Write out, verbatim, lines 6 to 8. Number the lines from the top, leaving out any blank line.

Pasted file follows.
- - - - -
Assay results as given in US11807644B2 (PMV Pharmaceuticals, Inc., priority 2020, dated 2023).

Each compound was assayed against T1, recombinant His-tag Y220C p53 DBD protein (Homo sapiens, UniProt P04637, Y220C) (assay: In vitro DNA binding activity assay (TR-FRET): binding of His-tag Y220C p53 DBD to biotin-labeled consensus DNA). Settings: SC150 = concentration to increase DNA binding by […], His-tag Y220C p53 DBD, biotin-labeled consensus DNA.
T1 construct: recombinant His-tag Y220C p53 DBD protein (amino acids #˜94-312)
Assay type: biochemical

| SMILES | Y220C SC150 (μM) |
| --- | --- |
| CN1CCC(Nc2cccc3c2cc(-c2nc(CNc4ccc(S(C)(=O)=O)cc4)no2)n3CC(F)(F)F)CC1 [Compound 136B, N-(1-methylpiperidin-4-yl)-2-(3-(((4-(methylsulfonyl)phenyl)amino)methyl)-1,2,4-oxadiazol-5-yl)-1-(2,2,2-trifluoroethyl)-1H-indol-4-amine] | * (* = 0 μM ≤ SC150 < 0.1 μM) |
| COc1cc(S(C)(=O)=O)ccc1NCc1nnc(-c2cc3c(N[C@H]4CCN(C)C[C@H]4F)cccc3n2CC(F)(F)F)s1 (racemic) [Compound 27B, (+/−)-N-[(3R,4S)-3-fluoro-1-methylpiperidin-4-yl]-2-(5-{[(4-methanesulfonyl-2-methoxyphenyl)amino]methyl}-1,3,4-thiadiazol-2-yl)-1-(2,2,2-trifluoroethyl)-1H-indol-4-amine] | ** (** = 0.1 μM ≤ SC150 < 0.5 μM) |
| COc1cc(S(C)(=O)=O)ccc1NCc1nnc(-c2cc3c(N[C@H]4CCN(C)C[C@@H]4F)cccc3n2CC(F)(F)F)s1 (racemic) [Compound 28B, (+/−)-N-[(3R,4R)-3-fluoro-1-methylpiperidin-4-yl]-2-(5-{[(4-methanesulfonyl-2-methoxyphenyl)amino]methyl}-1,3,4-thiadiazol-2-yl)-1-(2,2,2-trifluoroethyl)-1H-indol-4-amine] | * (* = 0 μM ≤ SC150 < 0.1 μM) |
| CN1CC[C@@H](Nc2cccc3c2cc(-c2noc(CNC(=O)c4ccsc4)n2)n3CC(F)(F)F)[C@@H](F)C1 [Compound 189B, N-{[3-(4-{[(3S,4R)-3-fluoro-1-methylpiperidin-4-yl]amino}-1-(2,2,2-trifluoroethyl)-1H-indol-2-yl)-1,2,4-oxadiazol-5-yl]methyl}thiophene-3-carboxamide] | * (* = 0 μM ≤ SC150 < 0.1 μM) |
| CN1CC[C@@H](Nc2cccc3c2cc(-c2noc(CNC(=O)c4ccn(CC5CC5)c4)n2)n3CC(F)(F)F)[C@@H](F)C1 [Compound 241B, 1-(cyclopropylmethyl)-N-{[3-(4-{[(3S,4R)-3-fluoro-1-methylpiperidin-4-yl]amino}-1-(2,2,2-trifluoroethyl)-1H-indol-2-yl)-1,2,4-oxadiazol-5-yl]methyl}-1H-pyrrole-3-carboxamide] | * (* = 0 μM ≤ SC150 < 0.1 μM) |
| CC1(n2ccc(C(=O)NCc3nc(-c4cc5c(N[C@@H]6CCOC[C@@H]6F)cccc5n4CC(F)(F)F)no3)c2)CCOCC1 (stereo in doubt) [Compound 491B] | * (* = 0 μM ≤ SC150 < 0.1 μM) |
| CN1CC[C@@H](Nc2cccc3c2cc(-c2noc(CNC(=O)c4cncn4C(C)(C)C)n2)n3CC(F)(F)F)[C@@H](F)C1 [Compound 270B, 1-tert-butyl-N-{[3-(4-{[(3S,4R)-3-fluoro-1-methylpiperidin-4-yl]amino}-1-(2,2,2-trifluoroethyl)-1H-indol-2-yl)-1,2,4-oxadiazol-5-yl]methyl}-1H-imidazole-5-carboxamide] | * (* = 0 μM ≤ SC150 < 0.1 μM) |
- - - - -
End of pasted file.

| --- | --- |
| CN1CCC(Nc2cccc3c2cc(-c2nc(CNc4ccc(S(C)(=O)=O)cc4)no2)n3CC(F)(F)F)CC1 [Compound 136B, N-(1-methylpiperidin-4-yl)-2-(3-(((4-(methylsulfonyl)phenyl)amino)methyl)-1,2,4-oxadiazol-5-yl)-1-(2,2,2-trifluoroethyl)-1H-indol-4-amine] | * (* = 0 μM ≤ SC150 < 0.1 μM) |
| COc1cc(S(C)(=O)=O)ccc1NCc1nnc(-c2cc3c(N[C@H]4CCN(C)C[C@H]4F)cccc3n2CC(F)(F)F)s1 (racemic) [Compound 27B, (+/−)-N-[(3R,4S)-3-fluoro-1-methylpiperidin-4-yl]-2-(5-{[(4-methanesulfonyl-2-methoxyphenyl)amino]methyl}-1,3,4-thiadiazol-2-yl)-1-(2,2,2-trifluoroethyl)-1H-indol-4-amine] | ** (** = 0.1 μM ≤ SC150 < 0.5 μM) |